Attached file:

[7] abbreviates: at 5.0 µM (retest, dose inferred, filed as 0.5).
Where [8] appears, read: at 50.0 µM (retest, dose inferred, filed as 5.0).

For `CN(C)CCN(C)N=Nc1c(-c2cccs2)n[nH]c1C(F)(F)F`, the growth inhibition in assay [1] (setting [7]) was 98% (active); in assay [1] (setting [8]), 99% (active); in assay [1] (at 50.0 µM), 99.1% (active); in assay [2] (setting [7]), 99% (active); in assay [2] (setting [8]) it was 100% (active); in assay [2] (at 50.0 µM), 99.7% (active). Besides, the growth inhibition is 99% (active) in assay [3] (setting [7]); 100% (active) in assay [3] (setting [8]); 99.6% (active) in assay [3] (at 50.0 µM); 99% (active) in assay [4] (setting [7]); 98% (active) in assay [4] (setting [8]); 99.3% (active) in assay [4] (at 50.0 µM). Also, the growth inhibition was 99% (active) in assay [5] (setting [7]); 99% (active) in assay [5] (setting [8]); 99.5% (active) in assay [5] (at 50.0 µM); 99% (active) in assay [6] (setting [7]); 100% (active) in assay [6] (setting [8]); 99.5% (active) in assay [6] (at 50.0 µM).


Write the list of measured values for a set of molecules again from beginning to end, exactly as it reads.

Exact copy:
[7] abbreviates: at 5.0 µM (retest, dose inferred, filed as 0.5).
Where [8] appears, read: at 50.0 µM (retest, dose inferred, filed as 5.0).

For `CN(C)CCN(C)N=Nc1c(-c2cccs2)n[nH]c1C(F)(F)F`, the growth inhibition in assay [1] (setting [7]) was 98% (active); in assay [1] (setting [8]), 99% (active); in assay [1] (at 50.0 µM), 99.1% (active); in assay [2] (setting [7]), 99% (active); in assay [2] (setting [8]) it was 100% (active); in assay [2] (at 50.0 µM), 99.7% (active). Besides, the growth inhibition is 99% (active) in assay [3] (setting [7]); 100% (active) in assay [3] (setting [8]); 99.6% (active) in assay [3] (at 50.0 µM); 99% (active) in assay [4] (setting [7]); 98% (active) in assay [4] (setting [8]); 99.3% (active) in assay [4] (at 50.0 µM). Also, the growth inhibition was 99% (active) in assay [5] (setting [7]); 99% (active) in assay [5] (setting [8]); 99.5% (active) in assay [5] (at 50.0 µM); 99% (active) in assay [6] (setting [7]); 100% (active) in assay [6] (setting [8]); 99.5% (active) in assay [6] (at 50.0 µM).